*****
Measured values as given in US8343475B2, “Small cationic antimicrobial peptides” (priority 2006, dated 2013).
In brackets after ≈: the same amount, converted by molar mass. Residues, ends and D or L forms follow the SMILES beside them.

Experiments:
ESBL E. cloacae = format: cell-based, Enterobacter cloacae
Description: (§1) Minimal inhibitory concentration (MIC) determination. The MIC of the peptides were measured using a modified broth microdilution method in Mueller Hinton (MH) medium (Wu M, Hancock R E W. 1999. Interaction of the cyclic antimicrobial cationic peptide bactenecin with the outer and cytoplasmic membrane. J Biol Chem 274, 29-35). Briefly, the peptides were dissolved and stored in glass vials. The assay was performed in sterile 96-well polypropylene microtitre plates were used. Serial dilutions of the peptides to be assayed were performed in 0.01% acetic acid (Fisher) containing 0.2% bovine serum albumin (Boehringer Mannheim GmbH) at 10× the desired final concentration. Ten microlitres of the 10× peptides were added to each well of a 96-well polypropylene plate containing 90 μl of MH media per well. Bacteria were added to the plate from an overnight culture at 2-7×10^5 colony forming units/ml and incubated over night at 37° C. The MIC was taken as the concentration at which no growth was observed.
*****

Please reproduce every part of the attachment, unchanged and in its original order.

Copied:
Measured values as given in US8343475B2, “Small cationic antimicrobial peptides” (priority 2006, dated 2013).
In brackets after ≈: the same amount, converted by molar mass. Residues, ends and D or L forms follow the SMILES beside them.

Experiments:
ESBL E. cloacae = format: cell-based, Enterobacter cloacae
Description: (§1) Minimal inhibitory concentration (MIC) determination. The MIC of the peptides were measured using a modified broth microdilution method in Mueller Hinton (MH) medium (Wu M, Hancock R E W. 1999. Interaction of the cyclic antimicrobial cationic peptide bactenecin with the outer and cytoplasmic membrane. J Biol Chem 274, 29-35). Briefly, the peptides were dissolved and stored in glass vials. The assay was performed in sterile 96-well polypropylene microtitre plates were used. Serial dilutions of the peptides to be assayed were performed in 0.01% acetic acid (Fisher) containing 0.2% bovine serum albumin (Boehringer Mannheim GmbH) at 10× the desired final concentration. Ten microlitres of the 10× peptides were added to each well of a 96-well polypropylene plate containing 90 μl of MH media per well. Bacteria were added to the plate from an overnight culture at 2-7×10^5 colony forming units/ml and incubated over night at 37° C. The MIC was taken as the concentration at which no growth was observed.